Hills Review redefines fuel poverty
But does it point to further changes in energy policy, too?
15 March 2012
The final report of the Hills Fuel Poverty Review was published today (Thursday 15 March).
This follows the release in October last year of the Hills Review Interim Report which included the controversial proposal that the definition of fuel poverty should change (see our news story here).
The new definition will ‘combine a threshold of poverty (expressed as 60% of the median) as a proportion of ‘after-housing-costs’ income with a measure of high energy requirement expressed in monetary terms relative to the wider population’.
For those keener on the outcome than the semantics, the new definition will mean that come 2016 (when the UK’s targets were supposed to eradicate fuel poverty altogether) there will be 2.6m to 3m people in fuel poverty as opposed to around 8m under the old definition.
“This sounds as if the government is simply defining away the problem” said CSE’s Ian Preston. “But actually, the 3m people left are the most vulnerable and most in need of support, so we are broadly in favour of the new definition.”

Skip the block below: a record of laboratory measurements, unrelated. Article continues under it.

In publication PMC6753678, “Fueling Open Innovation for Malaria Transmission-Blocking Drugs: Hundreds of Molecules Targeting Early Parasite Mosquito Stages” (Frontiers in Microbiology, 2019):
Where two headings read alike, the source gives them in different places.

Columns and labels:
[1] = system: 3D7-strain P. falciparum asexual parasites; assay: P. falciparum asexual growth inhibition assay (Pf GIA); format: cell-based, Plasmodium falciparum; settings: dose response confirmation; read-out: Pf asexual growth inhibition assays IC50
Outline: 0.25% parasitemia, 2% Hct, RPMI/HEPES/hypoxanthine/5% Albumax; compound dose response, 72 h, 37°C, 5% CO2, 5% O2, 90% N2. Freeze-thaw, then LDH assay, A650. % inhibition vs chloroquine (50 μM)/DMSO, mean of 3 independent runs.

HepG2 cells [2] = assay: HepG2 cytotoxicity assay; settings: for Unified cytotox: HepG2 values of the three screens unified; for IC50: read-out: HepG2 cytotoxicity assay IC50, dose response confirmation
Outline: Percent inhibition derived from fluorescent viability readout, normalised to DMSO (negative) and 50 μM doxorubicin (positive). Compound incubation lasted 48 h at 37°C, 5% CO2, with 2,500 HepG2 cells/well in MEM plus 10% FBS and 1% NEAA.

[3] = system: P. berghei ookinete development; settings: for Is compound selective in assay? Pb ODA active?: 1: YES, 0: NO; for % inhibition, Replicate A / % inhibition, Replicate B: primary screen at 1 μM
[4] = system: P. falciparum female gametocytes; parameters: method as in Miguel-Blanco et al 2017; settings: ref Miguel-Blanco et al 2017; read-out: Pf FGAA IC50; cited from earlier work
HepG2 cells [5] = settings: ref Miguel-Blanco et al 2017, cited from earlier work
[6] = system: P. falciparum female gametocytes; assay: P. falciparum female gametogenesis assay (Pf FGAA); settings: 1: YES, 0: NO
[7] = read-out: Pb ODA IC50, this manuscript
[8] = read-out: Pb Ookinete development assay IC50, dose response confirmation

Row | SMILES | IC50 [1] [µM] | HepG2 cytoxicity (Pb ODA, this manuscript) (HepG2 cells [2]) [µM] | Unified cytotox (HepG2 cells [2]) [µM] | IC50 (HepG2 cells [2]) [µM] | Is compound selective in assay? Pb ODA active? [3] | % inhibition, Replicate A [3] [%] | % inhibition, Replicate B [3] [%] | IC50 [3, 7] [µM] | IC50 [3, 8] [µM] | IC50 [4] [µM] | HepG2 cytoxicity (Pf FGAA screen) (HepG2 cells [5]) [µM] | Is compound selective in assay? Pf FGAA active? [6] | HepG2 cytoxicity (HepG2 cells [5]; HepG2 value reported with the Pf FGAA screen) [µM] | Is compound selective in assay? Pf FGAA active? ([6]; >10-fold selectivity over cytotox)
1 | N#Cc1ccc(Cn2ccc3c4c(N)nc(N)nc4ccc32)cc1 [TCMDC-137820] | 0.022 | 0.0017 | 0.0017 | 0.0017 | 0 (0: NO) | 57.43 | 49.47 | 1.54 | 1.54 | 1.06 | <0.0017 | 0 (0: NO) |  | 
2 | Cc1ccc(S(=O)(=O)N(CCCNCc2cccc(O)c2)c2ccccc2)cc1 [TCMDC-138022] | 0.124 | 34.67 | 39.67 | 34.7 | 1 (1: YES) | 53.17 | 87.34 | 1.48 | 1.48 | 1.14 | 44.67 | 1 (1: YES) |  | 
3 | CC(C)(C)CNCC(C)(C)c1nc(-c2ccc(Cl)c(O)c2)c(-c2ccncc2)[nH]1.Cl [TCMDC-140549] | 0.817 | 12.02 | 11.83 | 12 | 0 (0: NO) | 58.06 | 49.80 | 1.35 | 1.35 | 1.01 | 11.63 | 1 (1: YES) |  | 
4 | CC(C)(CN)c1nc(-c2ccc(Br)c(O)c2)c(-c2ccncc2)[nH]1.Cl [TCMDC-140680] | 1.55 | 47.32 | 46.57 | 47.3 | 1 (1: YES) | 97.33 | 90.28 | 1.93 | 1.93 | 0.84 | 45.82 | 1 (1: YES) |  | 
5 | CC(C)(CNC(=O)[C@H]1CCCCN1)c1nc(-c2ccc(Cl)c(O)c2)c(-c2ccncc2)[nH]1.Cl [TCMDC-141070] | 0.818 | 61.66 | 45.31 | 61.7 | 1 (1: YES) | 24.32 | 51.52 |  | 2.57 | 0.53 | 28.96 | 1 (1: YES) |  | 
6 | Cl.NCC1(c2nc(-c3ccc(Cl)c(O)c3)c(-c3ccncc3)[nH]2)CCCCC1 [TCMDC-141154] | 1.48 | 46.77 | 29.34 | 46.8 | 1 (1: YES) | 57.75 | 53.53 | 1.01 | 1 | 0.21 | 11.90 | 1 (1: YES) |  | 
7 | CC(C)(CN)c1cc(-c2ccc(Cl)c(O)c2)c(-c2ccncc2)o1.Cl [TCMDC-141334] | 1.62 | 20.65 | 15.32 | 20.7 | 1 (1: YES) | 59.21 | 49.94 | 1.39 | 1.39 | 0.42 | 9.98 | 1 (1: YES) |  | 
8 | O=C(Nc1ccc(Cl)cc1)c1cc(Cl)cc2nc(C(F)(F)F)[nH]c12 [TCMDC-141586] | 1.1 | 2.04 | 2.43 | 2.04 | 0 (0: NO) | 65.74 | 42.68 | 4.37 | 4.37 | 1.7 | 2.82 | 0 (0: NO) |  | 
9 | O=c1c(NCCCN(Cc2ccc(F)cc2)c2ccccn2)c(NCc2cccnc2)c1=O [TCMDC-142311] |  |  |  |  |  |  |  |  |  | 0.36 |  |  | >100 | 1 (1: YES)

The Hills Fuel Poverty Review, which can be downloaded from Decc’s website here, references two of CSE’s projects:
Understanding fuel expenditure: Fuel poverty and spending on fuel and
Understanding ‘High Use Low Income’ Energy Consumers.
Importantly, the report and the new definition has taken on board recommendations that CSE proposed as part of the consultation, which can be found here.
The Hills Review dedicates much space to the question of paying for fuel-poverty alleviation. This includes the thorny discussion of whether funds should come from taxation or from electricity bills. Professor Hills’ also recommends an ‘increase in the Affordable Warmth Component of the Energy Company Obligation (ECO)’ – in other words that more of the funds raised through the obligations on energy companies to facilitate the installation of energy efficiency measures in homes is directed at priority groups such as low-income families or elderly people on fixed incomes.
Interestingly enough, this would leave less ECO money available for carbon-reduction programmes like the Green Deal, and Ian Preston thinks this could be significant. “The short-fall for the Green Deal can’t come from energy bills (there’s a cap on this) and this government’s unlikely to fund the difference from general taxation. So Decc may cast an eye at the Winter Fuel Payment which, for all its inherent decency is widely considered to be poorly focussed on the most needy and not of long-term benefit.